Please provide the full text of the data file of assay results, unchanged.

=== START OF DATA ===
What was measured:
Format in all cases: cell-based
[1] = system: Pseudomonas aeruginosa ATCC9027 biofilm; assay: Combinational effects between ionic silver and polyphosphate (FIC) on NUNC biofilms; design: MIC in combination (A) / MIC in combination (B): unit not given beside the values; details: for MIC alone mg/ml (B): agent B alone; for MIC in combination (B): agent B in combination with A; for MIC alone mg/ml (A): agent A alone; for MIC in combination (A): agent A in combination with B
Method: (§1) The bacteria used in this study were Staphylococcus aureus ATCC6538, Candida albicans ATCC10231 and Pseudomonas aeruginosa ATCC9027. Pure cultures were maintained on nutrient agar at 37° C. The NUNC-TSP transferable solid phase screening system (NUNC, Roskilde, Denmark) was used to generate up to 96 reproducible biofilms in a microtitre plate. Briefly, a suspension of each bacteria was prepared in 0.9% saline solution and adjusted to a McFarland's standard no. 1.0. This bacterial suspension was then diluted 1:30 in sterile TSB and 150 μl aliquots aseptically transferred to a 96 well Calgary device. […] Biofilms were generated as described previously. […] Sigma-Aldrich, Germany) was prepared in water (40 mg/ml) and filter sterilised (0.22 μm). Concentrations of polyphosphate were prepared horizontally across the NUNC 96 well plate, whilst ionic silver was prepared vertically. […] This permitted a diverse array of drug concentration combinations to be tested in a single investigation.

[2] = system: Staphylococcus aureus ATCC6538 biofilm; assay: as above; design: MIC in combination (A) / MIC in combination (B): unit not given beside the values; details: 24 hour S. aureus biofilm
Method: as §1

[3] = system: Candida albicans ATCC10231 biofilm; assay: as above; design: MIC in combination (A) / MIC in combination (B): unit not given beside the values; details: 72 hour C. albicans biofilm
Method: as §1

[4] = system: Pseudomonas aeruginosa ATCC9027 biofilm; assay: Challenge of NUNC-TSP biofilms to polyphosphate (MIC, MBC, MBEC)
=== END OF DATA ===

What was measured:
Format in all cases: cell-based
[1] = system: Pseudomonas aeruginosa ATCC9027 biofilm; assay: Combinational effects between ionic silver and polyphosphate (FIC) on NUNC biofilms; design: MIC in combination (A) / MIC in combination (B): unit not given beside the values; details: for MIC alone mg/ml (B): agent B alone; for MIC in combination (B): agent B in combination with A; for MIC alone mg/ml (A): agent A alone; for MIC in combination (A): agent A in combination with B
Method: (§1) The bacteria used in this study were Staphylococcus aureus ATCC6538, Candida albicans ATCC10231 and Pseudomonas aeruginosa ATCC9027. Pure cultures were maintained on nutrient agar at 37° C. The NUNC-TSP transferable solid phase screening system (NUNC, Roskilde, Denmark) was used to generate up to 96 reproducible biofilms in a microtitre plate. Briefly, a suspension of each bacteria was prepared in 0.9% saline solution and adjusted to a McFarland's standard no. 1.0. This bacterial suspension was then diluted 1:30 in sterile TSB and 150 μl aliquots aseptically transferred to a 96 well Calgary device. […] Biofilms were generated as described previously. […] Sigma-Aldrich, Germany) was prepared in water (40 mg/ml) and filter sterilised (0.22 μm). Concentrations of polyphosphate were prepared horizontally across the NUNC 96 well plate, whilst ionic silver was prepared vertically. […] This permitted a diverse array of drug concentration combinations to be tested in a single investigation.

[2] = system: Staphylococcus aureus ATCC6538 biofilm; assay: as above; design: MIC in combination (A) / MIC in combination (B): unit not given beside the values; details: 24 hour S. aureus biofilm
Method: as §1

[3] = system: Candida albicans ATCC10231 biofilm; assay: as above; design: MIC in combination (A) / MIC in combination (B): unit not given beside the values; details: 72 hour C. albicans biofilm
Method: as §1

[4] = system: Pseudomonas aeruginosa ATCC9027 biofilm; assay: Challenge of NUNC-TSP biofilms to polyphosphate (MIC, MBC, MBEC)